Articles: Mainboards

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Specification and Accessories

Although the ASUS A8R-MVP can be installed in a high-performance platform equipped with two graphics cards, this product doesn’t seem to be a top-end product by itself. It doesn’t offer the wide expansion opportunities expensive mainboards usually offer and its accessories aren’t rich, too. The packaging is also simple, so there can’t be any misunderstanding: the A8R-MVP is positioned as a mainboard for entry-level and midrange computers. Similar products from other companies may cost over $150 whereas the ASUS A8R-MVP is selling in retail for about $100. The characteristics/price ratio of the mainboard looks quite appealing.

The appearance of the reviewed mainboard hardly raises any emotions. It just lacks any modder-targeted features. The color of the textolite is ASUS’s traditional ocher and there are no decorations whatsoever. And here is the official specification of the ASUS A8R-MVP:



AMD Athlon 64 for Socket 939


Radeon Xpress 200 CrossFire (RD480 + ULi M1575)

Hypertransport bus

1 GHz

Clock generator frequency

200-400MHz (with 1MHz)

Overclocking-friendly functions

Independently adjustable PCI Express bus frequency.
Adjustable CPU clock frequency multiplier.
Adjustable Vcore, Vmem, Vchipset and PCI Express bus voltage.


4 DDR DIMM slots for dual-channel DDR400 SDRAM

PCI Express slots

2 x PCI Express x16
1 x PCI Express x1

PCI slots


USB 2.0 ports

8 (4 – on the rear panel)

IEEE1394 ports

2 (1 – on the rear panel, by VIA VT6307 controller)


2 ATA-133 channels (in the chipset)

Serial ATA

4 Serial ATA-150 channels (with RAID support, in the chipset)

ATA RAID support

RAID 0, 1, 0+1, 5 in the chipset

Integrated sound

Six-channel HD ADI SoundMax AD1986A codec

Integrated network

Gigabit Ethernet Marvell 88E8001 controller

Additional features



AMIBIOS v02.58


ATX, 305x244mm

If it were not for the two PCI Express x16 graphics slots, the ASUS A8R-MVP might be characterized as an entry-level Socket 939 platform. Almost all of its functionality, except for network and FireWire which are not implemented at all in the ULi M1575 South Bridge, is the functionality of the employed chipset. There are no extra controllers that would enhance the mainboard’s functionality considerably beyond that. Yet even as it is, the ASUS A8R-MVP may make a solid foundation for a modern Athlon 64 system.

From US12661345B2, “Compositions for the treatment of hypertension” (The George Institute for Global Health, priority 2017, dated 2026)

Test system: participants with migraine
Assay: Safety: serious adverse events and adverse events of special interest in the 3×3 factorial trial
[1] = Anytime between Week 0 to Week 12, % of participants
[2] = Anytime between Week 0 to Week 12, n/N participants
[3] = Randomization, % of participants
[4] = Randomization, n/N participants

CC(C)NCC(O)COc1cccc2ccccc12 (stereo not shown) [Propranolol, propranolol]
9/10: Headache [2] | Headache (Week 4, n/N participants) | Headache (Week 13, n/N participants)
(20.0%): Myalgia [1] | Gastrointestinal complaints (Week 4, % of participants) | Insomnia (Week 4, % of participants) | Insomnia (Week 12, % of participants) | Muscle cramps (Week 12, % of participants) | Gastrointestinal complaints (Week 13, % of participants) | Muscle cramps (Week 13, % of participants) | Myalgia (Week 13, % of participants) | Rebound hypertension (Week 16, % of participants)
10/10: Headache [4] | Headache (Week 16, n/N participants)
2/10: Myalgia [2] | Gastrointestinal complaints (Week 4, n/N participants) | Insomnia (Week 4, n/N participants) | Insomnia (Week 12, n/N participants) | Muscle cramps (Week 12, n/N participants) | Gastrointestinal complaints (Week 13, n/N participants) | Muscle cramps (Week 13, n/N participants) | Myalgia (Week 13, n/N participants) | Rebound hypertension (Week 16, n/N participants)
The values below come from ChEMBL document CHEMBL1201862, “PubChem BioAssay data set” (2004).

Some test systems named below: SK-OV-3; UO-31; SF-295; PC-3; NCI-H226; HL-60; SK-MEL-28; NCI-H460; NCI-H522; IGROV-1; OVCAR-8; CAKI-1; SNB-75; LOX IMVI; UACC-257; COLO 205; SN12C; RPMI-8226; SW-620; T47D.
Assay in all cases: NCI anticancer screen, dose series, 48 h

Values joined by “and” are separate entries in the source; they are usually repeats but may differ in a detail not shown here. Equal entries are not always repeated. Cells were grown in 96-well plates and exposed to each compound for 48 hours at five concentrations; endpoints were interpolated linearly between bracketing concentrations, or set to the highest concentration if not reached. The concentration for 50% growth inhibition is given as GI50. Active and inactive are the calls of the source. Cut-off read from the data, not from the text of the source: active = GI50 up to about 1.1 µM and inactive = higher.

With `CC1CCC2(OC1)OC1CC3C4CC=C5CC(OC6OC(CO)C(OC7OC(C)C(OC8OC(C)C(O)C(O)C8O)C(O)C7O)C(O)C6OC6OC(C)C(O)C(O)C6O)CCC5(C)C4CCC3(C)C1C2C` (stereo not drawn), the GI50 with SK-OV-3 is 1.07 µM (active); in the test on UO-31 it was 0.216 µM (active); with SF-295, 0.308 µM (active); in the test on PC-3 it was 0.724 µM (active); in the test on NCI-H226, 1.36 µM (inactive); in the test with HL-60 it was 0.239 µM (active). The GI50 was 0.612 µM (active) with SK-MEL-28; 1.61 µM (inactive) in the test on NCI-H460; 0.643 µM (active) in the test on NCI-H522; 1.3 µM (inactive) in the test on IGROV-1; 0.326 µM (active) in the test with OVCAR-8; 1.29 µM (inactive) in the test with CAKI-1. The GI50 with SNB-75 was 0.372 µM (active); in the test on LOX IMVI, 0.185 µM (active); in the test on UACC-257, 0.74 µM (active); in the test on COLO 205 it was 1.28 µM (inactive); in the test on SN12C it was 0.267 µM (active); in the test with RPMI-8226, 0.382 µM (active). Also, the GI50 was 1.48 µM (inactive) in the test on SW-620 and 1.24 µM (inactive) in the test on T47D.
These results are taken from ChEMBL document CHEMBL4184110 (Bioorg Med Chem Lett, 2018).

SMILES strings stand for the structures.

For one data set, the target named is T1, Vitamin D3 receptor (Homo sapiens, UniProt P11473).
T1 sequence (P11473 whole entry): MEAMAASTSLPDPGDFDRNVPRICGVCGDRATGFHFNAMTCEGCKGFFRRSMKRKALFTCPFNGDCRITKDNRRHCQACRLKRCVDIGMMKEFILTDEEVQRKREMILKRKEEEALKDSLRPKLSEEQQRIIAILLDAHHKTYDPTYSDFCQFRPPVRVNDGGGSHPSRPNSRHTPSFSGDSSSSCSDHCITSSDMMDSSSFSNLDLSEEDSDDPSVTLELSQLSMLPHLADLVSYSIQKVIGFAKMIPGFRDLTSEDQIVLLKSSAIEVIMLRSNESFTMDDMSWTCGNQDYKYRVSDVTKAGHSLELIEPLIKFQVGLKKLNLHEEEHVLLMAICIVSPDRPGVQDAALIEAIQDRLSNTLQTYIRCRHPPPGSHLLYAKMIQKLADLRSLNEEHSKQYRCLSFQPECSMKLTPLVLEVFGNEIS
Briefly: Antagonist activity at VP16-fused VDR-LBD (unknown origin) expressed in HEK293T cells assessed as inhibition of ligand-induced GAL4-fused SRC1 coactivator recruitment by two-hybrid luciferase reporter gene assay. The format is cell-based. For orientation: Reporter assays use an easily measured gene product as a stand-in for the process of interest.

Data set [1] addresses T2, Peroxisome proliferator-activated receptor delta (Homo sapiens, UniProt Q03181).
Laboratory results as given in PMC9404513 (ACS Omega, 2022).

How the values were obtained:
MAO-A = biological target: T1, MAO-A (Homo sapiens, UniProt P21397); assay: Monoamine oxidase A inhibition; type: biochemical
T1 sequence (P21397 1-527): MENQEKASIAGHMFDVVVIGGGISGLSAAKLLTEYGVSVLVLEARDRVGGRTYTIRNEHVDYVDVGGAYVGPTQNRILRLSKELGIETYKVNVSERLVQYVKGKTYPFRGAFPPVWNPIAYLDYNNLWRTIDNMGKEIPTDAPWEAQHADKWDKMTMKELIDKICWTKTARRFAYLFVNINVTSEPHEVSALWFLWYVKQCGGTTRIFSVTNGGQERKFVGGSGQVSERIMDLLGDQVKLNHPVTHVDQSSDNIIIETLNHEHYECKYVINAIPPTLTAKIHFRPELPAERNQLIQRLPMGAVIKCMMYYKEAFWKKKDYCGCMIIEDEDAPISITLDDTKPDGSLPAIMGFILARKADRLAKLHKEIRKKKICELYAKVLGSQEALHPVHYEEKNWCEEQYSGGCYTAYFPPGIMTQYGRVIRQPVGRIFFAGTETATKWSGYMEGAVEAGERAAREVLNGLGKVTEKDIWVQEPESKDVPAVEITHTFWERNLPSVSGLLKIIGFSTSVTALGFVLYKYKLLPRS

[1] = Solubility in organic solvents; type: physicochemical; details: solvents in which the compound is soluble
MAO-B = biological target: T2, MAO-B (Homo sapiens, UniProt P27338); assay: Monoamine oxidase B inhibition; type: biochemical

The mainboard box is designed demurely in gray colors. There’s nothing particularly interesting inside:

  • CD with a typical selection of drivers and utilities
  • Four Serial ATA cables and two power cables for your Serial ATA drives
  • One Parallel ATA cable and one FDD cable
  • I/O Shield
  • Dummy card for the free PCI Express x16 slot
  • Back-panel bracket with an IEEE1394 connector
  • Back-panel bracket with two USB ports and a Game port
  • User manual

This is a typical set of accessories supplied with inexpensive mainboards and we shouldn’t be complaining about them considering the price of the ASUS A8R-MVP. The only really surprising thing here is the bracket with an antiquated Game port.

To some regret, the A8R-MVP doesn’t have more expensive, “Deluxe” modifications. This is the single product of its kind. Furthermore, the description of this mainboard vanished for some time from the ASUS website for some reasons, which is a disturbing fact. We hope it doesn’t mean the manufacturer is going to suddenly stop to ship and support this product. We do expect, however, that the A8R-MVP will be leaving the production lines after the release of the A8R32-MVP Deluxe mainboard on the new ATI CrossFire Xpress 3200 chipset.

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